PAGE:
The concept of 'civil society' has often been used as a devise for differentiating China from other cultures. Though sometimes portrayed as a growing phenomenon, Chinese civil society is frequently said to be non-existent. Definitional deficiencies have, therefore, led to both a simplification and a narrow appreciation of societal developments in China.
By examining various forms of activity, such as NGOs, residential movements, and alternative spaces, this book, however, reassesses the idea of Chinese civil society. Through questioning current methodological, theoretical and structural assumptions, it uses an empirical approach to criticize and expand upon existing understandings of civil society as it is applied in the field of Chinese Studies. Based upon ethnographic research undertaken among activists in both mainland China and Taiwan, it examines issues such as inequality, the mobilizing skills needed for civil society activities, and the technologies which exist to maintain the boundary between state and society.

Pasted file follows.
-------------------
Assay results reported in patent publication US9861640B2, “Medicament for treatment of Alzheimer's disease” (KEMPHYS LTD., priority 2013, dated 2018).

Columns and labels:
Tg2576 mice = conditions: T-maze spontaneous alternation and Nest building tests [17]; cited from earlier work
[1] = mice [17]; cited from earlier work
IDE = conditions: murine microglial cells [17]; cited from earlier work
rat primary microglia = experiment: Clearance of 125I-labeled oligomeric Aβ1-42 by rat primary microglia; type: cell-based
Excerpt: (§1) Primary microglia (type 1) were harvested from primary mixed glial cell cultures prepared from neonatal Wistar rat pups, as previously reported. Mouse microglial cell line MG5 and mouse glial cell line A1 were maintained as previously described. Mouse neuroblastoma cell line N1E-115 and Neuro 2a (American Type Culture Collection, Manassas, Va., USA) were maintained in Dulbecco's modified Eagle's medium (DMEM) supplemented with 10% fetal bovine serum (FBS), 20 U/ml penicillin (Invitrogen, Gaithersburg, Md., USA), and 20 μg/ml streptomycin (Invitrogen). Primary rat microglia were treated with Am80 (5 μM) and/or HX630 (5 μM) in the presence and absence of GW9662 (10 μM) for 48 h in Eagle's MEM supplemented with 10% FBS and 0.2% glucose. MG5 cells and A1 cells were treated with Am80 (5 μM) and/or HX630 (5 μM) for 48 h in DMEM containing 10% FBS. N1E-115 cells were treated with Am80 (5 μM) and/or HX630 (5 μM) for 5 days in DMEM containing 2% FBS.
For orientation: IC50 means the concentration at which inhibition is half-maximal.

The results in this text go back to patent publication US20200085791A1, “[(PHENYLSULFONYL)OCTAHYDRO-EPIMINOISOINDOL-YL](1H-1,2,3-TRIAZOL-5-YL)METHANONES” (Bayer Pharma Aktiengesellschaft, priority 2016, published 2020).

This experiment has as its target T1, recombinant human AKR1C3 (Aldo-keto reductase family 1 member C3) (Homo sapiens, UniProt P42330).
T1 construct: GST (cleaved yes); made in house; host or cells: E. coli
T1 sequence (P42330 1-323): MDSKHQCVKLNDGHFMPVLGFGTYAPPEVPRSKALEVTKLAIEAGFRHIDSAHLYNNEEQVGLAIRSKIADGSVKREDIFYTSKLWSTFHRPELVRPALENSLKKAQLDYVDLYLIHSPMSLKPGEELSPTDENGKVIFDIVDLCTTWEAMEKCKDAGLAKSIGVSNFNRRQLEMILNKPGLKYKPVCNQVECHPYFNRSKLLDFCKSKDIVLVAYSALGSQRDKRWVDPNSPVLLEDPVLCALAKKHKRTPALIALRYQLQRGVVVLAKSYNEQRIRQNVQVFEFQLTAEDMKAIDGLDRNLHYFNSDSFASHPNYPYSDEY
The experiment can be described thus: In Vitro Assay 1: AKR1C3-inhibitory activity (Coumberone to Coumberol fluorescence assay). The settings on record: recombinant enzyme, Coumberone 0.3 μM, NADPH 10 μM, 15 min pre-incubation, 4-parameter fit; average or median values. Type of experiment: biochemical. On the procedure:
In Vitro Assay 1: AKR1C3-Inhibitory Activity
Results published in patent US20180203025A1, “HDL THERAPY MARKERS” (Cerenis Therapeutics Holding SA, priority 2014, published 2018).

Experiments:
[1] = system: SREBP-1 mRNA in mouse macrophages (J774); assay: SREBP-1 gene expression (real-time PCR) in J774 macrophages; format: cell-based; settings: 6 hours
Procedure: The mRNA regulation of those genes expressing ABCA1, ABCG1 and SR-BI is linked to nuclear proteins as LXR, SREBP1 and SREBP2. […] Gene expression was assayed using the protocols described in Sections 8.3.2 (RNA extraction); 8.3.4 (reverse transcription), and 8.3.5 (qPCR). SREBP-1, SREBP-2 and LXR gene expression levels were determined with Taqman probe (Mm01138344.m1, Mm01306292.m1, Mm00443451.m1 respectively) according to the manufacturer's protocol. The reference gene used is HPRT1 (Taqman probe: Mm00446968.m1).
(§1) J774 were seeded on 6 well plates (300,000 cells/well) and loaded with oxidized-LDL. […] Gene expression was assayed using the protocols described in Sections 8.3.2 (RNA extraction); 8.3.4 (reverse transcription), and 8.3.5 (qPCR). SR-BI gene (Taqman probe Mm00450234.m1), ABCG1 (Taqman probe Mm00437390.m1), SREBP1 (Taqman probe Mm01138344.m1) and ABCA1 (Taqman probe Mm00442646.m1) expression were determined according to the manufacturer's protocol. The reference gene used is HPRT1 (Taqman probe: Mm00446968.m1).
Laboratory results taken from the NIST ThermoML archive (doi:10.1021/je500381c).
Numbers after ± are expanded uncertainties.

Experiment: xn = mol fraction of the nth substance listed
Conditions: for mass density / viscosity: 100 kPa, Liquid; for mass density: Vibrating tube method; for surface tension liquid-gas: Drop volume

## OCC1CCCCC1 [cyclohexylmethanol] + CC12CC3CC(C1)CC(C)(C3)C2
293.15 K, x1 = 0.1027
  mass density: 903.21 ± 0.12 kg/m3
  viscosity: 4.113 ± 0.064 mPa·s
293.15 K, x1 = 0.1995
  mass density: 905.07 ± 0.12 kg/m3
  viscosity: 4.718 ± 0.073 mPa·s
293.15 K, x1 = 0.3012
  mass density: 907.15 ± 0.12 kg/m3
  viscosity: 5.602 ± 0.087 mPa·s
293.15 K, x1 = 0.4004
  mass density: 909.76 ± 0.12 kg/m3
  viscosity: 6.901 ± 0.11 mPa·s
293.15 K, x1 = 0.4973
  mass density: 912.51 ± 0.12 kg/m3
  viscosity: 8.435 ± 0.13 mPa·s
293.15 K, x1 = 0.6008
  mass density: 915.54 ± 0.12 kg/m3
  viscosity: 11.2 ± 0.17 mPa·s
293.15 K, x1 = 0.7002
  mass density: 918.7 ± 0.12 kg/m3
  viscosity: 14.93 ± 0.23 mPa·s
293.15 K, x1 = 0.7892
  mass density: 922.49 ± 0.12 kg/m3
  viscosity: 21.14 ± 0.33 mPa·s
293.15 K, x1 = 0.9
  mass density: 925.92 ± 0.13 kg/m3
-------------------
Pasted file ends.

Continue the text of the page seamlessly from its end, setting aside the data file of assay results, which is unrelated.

Offering an analysis of Chinese civil society in the context of modernization, social and economic liberalization, and international civil society promotion, this book will be useful to students and scholars of Chinese Studies and Taiwan Studies, as well as development studies and civil society studies.